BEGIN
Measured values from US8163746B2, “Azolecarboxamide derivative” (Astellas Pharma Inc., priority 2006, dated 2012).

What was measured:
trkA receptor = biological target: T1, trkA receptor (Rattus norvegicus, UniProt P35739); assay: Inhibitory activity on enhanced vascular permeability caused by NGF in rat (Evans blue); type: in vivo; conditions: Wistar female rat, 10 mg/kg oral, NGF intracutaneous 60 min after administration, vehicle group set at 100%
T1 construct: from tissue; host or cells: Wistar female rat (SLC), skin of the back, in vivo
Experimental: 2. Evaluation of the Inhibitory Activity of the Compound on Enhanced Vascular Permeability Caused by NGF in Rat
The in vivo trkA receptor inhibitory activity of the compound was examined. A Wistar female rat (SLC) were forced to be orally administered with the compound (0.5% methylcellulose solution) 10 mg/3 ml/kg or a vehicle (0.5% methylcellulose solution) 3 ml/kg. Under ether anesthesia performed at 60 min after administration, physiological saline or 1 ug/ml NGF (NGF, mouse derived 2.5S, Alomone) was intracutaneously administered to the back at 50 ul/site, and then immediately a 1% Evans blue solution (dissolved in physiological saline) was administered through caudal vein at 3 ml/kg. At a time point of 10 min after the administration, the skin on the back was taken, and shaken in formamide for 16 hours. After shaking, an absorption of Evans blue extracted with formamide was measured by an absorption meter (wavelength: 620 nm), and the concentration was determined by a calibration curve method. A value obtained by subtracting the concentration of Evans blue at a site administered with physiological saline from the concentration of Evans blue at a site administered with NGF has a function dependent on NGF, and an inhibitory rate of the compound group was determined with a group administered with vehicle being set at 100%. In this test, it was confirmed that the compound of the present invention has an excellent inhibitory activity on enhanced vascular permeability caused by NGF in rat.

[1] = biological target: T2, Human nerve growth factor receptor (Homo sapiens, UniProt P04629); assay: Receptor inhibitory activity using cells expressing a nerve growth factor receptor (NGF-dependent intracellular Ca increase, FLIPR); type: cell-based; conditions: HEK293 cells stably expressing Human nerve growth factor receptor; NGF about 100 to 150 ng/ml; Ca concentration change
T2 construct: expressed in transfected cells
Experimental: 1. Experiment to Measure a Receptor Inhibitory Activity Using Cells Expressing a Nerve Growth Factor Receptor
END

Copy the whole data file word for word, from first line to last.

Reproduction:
Measured values from US8163746B2, “Azolecarboxamide derivative” (Astellas Pharma Inc., priority 2006, dated 2012).

What was measured:
trkA receptor = biological target: T1, trkA receptor (Rattus norvegicus, UniProt P35739); assay: Inhibitory activity on enhanced vascular permeability caused by NGF in rat (Evans blue); type: in vivo; conditions: Wistar female rat, 10 mg/kg oral, NGF intracutaneous 60 min after administration, vehicle group set at 100%
T1 construct: from tissue; host or cells: Wistar female rat (SLC), skin of the back, in vivo
Experimental: 2. Evaluation of the Inhibitory Activity of the Compound on Enhanced Vascular Permeability Caused by NGF in Rat
The in vivo trkA receptor inhibitory activity of the compound was examined. A Wistar female rat (SLC) were forced to be orally administered with the compound (0.5% methylcellulose solution) 10 mg/3 ml/kg or a vehicle (0.5% methylcellulose solution) 3 ml/kg. Under ether anesthesia performed at 60 min after administration, physiological saline or 1 ug/ml NGF (NGF, mouse derived 2.5S, Alomone) was intracutaneously administered to the back at 50 ul/site, and then immediately a 1% Evans blue solution (dissolved in physiological saline) was administered through caudal vein at 3 ml/kg. At a time point of 10 min after the administration, the skin on the back was taken, and shaken in formamide for 16 hours. After shaking, an absorption of Evans blue extracted with formamide was measured by an absorption meter (wavelength: 620 nm), and the concentration was determined by a calibration curve method. A value obtained by subtracting the concentration of Evans blue at a site administered with physiological saline from the concentration of Evans blue at a site administered with NGF has a function dependent on NGF, and an inhibitory rate of the compound group was determined with a group administered with vehicle being set at 100%. In this test, it was confirmed that the compound of the present invention has an excellent inhibitory activity on enhanced vascular permeability caused by NGF in rat.

[1] = biological target: T2, Human nerve growth factor receptor (Homo sapiens, UniProt P04629); assay: Receptor inhibitory activity using cells expressing a nerve growth factor receptor (NGF-dependent intracellular Ca increase, FLIPR); type: cell-based; conditions: HEK293 cells stably expressing Human nerve growth factor receptor; NGF about 100 to 150 ng/ml; Ca concentration change
T2 construct: expressed in transfected cells
Experimental: 1. Experiment to Measure a Receptor Inhibitory Activity Using Cells Expressing a Nerve Growth Factor Receptor